-lower muscle tone (can sit up and bare weight on his legs but will not pull himself up or sit in a crawling position for long).  Less strength in his arms than legs.

Keean has been tested for numerous diagnosis.  Some include:  Cystic Fibrosis, Microvillus INclusion, Auto Immune Enteropathy, Maple Syrup Urine disease, kidney disease, thyroid disease, immune deficienccies and has had an MRI to see if there was any visible cause of low muscle tone.  He has had numerous endoscopies where biopsy of his small intestine have been taken, but NOTHING has shown any sign of ANyTHING.  We have been to a geneticist and have had genetic testing and have donated many ounces of his blood looking for answers.

Keean has a feeding tube so he intakes enough calories to gain weight and is on previcid for reflux.  Because there is not yet a diagnoses, he is not being treated for any other symptoms.

Midwest Immunology Clinic, Children's Hospital and Clinics --Minneapolis and St. Paul, Neurology clinic, St. Paul Gastroenterology, Genetic clinic of St.Paul.  I have also found different online support groups through facebook.

Keean's Story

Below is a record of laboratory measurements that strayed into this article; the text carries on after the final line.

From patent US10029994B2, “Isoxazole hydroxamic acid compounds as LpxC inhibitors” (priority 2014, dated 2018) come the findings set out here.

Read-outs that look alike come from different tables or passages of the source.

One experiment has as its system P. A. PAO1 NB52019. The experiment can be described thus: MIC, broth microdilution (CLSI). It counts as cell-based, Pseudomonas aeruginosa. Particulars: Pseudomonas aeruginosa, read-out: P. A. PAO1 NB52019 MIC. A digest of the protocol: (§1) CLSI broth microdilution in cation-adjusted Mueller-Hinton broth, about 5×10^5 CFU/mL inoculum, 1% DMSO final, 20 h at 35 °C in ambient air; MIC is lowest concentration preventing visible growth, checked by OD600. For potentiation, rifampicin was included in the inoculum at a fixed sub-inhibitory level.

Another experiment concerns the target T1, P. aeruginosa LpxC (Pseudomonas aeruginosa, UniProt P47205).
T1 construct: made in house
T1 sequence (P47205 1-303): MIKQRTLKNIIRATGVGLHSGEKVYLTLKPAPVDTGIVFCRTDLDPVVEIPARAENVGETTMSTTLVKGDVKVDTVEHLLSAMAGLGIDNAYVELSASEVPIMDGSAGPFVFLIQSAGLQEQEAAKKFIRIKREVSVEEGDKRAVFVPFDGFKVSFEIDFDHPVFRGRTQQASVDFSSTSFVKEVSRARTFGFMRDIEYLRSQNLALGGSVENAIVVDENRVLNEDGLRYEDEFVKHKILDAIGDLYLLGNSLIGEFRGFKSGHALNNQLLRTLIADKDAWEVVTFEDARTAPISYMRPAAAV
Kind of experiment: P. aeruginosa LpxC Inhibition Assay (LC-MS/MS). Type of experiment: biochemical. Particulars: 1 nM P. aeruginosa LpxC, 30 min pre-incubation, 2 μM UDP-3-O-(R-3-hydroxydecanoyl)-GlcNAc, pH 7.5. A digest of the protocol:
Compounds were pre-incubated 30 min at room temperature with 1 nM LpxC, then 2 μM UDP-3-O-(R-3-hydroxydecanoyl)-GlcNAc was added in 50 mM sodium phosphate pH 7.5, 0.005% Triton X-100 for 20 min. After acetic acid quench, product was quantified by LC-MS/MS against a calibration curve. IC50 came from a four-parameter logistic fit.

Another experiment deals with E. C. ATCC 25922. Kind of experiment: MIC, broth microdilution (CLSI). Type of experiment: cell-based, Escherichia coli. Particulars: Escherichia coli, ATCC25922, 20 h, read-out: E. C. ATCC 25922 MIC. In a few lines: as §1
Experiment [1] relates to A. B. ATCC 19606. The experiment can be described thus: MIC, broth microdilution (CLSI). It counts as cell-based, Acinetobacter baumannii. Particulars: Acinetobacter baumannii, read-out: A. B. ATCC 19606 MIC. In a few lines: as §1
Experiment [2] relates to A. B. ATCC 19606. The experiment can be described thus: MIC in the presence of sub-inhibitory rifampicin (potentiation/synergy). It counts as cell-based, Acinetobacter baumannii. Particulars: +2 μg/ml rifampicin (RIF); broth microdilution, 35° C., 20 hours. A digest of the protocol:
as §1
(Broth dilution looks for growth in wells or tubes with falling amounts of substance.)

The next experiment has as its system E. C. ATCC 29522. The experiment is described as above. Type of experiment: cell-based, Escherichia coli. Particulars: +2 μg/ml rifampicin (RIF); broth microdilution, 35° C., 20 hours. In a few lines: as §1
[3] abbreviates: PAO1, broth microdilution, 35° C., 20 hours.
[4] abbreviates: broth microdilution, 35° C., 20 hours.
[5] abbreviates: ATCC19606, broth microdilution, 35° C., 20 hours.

Keean was born full term weighing 6lbs 12oz and was 20 inches long.  When still at the hospital after birth he threw up, but that was considered "normal" and we were sent home after 2 days.  Keean lost 2 ounces before we were discharged (again considered normal).BUT when we went to our first check up he had lost another 2 ounces.  That started our journey of weekly weight checks.  He slowly became more irritable and was switched to nutramigen because they diagnosed him with a protein allergy.  He was tested for pyloric stensosis, had an xray and ultra sound of his stomach and of his heart and an upper GI.  The only thing that came of those tests was they noted his stomach was "slow to empty" and he had severe reflux.  Keean continued to struggle gaining weight and was puking numerous times daily.  He wouldn't eat enough to gain weight and if he ate 2 ounces he'd throw up 3.  At 2 months old we were admitted to Children's Hospital where they ran several tests (all of which came back negative). We had to force him to eat every 4 hours and pray he would keep it down.  While at the hospital he came down with the enterovirus and started malabsorbing sugar.  He was placed on a carb free formula and put on TPN because he was losing weight quickly  At 3.5 months Keean only weighed in at 9lbs. 8oz. which is less than 3lbs since his birth.  While at children's he had an NJ tube placed to help him get enough nutrients and   because it was down his throat made him gag and puke constantly so I insisted on a permanent feeding tube (GJ).  This was placed in September and when he was able to gain weight off a very high amount of calories of just formula and no TPN we were able to take out his TPN line and go home.  Keean continues to doctor because he has chronic diarrhea, damaged villi, a weak immune system and low muscle tone.  He has not been responding to his immunizations and will bare weigh on his legs, but won't put weight on his arms or pull himself into a standing or crawling position. He will be 10 months old on April 2 and weighs 17lbs 5oz and has not gained weight in over a month.  He has been puking more again and last week was malabsorbing sugar again. We are patiently waiting for answers or looking for some direction due to all sorts of negative tests.